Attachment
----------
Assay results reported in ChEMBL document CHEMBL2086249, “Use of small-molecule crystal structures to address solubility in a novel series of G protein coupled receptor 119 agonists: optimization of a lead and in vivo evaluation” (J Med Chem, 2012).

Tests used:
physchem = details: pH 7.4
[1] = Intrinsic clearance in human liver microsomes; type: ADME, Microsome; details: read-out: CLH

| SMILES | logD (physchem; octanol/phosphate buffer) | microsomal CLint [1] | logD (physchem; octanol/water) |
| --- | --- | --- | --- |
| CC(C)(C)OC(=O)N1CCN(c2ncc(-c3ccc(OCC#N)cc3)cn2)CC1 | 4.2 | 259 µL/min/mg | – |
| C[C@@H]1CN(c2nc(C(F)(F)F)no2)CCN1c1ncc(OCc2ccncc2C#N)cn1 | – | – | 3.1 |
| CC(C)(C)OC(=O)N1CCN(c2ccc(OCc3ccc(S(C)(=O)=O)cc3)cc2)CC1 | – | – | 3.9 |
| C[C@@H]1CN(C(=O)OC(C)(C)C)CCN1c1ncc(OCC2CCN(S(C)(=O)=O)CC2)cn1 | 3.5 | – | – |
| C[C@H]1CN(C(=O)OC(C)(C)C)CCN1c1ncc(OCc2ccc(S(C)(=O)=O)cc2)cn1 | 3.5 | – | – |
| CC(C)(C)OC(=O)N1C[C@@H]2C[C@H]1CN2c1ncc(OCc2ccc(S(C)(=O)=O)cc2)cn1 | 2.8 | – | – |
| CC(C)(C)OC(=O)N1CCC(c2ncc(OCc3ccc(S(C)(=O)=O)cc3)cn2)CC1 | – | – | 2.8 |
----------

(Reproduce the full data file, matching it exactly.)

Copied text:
Assay results reported in ChEMBL document CHEMBL2086249, “Use of small-molecule crystal structures to address solubility in a novel series of G protein coupled receptor 119 agonists: optimization of a lead and in vivo evaluation” (J Med Chem, 2012).

Tests used:
physchem = details: pH 7.4
[1] = Intrinsic clearance in human liver microsomes; type: ADME, Microsome; details: read-out: CLH

| SMILES | logD (physchem; octanol/phosphate buffer) | microsomal CLint [1] | logD (physchem; octanol/water) |
| --- | --- | --- | --- |
| CC(C)(C)OC(=O)N1CCN(c2ncc(-c3ccc(OCC#N)cc3)cn2)CC1 | 4.2 | 259 µL/min/mg | – |
| C[C@@H]1CN(c2nc(C(F)(F)F)no2)CCN1c1ncc(OCc2ccncc2C#N)cn1 | – | – | 3.1 |
| CC(C)(C)OC(=O)N1CCN(c2ccc(OCc3ccc(S(C)(=O)=O)cc3)cc2)CC1 | – | – | 3.9 |
| C[C@@H]1CN(C(=O)OC(C)(C)C)CCN1c1ncc(OCC2CCN(S(C)(=O)=O)CC2)cn1 | 3.5 | – | – |
| C[C@H]1CN(C(=O)OC(C)(C)C)CCN1c1ncc(OCc2ccc(S(C)(=O)=O)cc2)cn1 | 3.5 | – | – |
| CC(C)(C)OC(=O)N1C[C@@H]2C[C@H]1CN2c1ncc(OCc2ccc(S(C)(=O)=O)cc2)cn1 | 2.8 | – | – |
| CC(C)(C)OC(=O)N1CCC(c2ncc(OCc3ccc(S(C)(=O)=O)cc3)cn2)CC1 | – | – | 2.8 |